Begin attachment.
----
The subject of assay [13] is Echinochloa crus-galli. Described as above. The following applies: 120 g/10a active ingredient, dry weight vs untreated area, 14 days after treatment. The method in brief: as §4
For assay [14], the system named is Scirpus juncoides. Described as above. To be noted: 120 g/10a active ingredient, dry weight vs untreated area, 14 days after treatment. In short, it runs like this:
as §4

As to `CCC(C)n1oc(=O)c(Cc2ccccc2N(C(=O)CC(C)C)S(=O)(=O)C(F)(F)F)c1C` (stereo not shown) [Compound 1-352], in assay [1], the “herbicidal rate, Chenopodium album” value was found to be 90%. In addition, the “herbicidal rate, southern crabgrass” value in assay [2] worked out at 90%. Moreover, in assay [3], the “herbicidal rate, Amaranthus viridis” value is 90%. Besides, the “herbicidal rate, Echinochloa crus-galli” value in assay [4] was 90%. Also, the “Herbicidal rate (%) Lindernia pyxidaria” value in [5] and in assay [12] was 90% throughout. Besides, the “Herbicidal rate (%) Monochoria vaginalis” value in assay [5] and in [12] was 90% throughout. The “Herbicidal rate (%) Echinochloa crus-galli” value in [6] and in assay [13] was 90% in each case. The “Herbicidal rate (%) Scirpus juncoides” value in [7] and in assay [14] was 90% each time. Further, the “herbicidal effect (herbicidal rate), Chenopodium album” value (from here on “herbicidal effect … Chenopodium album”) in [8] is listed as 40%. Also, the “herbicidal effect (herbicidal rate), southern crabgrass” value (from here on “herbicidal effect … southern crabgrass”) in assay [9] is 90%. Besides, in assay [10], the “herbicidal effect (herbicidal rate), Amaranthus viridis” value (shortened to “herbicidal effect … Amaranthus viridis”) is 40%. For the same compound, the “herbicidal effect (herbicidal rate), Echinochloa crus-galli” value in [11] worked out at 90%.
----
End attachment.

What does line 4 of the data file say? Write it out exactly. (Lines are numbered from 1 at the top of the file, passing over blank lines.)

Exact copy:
As to `CCC(C)n1oc(=O)c(Cc2ccccc2N(C(=O)CC(C)C)S(=O)(=O)C(F)(F)F)c1C` (stereo not shown) [Compound 1-352], in assay [1], the “herbicidal rate, Chenopodium album” value was found to be 90%. In addition, the “herbicidal rate, southern crabgrass” value in assay [2] worked out at 90%. Moreover, in assay [3], the “herbicidal rate, Amaranthus viridis” value is 90%. Besides, the “herbicidal rate, Echinochloa crus-galli” value in assay [4] was 90%. Also, the “Herbicidal rate (%) Lindernia pyxidaria” value in [5] and in assay [12] was 90% throughout. Besides, the “Herbicidal rate (%) Monochoria vaginalis” value in assay [5] and in [12] was 90% throughout. The “Herbicidal rate (%) Echinochloa crus-galli” value in [6] and in assay [13] was 90% in each case. The “Herbicidal rate (%) Scirpus juncoides” value in [7] and in assay [14] was 90% each time. Further, the “herbicidal effect (herbicidal rate), Chenopodium album” value (from here on “herbicidal effect … Chenopodium album”) in [8] is listed as 40%. Also, the “herbicidal effect (herbicidal rate), southern crabgrass” value (from here on “herbicidal effect … southern crabgrass”) in assay [9] is 90%. Besides, in assay [10], the “herbicidal effect (herbicidal rate), Amaranthus viridis” value (shortened to “herbicidal effect … Amaranthus viridis”) is 40%. For the same compound, the “herbicidal effect (herbicidal rate), Echinochloa crus-galli” value in [11] worked out at 90%.